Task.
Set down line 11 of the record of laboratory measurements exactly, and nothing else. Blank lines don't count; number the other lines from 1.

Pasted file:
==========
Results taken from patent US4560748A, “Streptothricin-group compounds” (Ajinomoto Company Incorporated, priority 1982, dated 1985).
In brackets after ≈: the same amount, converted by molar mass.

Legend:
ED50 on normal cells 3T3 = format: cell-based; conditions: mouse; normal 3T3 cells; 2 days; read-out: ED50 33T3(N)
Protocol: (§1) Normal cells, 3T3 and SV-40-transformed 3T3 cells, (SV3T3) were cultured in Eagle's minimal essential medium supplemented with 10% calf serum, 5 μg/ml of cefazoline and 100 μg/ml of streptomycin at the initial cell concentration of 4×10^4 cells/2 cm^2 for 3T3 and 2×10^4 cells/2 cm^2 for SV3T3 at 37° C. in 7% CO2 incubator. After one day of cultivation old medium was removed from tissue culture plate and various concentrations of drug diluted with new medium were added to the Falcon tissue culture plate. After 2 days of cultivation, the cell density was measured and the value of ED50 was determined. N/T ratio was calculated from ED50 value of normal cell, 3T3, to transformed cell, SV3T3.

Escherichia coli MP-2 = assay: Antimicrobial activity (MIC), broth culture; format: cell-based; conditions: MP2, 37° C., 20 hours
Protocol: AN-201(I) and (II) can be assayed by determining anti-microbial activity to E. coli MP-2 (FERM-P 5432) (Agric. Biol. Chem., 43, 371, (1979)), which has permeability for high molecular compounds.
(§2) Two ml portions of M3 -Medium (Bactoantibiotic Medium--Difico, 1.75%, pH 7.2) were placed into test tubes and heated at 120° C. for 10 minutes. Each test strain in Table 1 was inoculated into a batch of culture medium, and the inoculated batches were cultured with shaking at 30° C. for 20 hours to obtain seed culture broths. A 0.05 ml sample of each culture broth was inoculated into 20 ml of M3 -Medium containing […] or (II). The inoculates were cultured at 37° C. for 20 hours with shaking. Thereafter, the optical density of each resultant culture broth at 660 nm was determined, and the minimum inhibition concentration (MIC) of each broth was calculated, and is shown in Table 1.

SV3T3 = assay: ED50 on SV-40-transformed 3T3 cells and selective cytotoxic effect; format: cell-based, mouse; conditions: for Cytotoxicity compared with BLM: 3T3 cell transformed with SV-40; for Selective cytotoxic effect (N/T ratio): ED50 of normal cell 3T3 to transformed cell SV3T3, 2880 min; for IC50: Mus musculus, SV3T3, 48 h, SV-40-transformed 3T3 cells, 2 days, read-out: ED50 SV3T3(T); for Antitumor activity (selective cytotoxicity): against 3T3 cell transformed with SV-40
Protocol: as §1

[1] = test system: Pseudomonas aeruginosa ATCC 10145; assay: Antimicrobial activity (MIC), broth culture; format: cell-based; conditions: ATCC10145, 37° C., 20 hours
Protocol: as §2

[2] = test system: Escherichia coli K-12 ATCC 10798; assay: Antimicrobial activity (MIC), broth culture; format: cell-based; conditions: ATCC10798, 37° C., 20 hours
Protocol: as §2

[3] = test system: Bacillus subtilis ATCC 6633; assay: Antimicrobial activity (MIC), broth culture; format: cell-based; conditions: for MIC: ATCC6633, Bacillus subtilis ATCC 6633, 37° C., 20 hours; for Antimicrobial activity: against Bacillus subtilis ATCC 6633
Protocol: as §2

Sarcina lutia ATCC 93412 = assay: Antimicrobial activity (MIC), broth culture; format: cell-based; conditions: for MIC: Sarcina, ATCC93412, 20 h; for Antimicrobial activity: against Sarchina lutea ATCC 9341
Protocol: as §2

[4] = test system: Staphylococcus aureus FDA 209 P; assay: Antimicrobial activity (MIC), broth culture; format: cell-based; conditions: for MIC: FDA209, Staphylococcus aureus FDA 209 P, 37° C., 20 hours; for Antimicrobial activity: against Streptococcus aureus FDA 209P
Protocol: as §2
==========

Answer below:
[1] = test system: Pseudomonas aeruginosa ATCC 10145; assay: Antimicrobial activity (MIC), broth culture; format: cell-based; conditions: ATCC10145, 37° C., 20 hours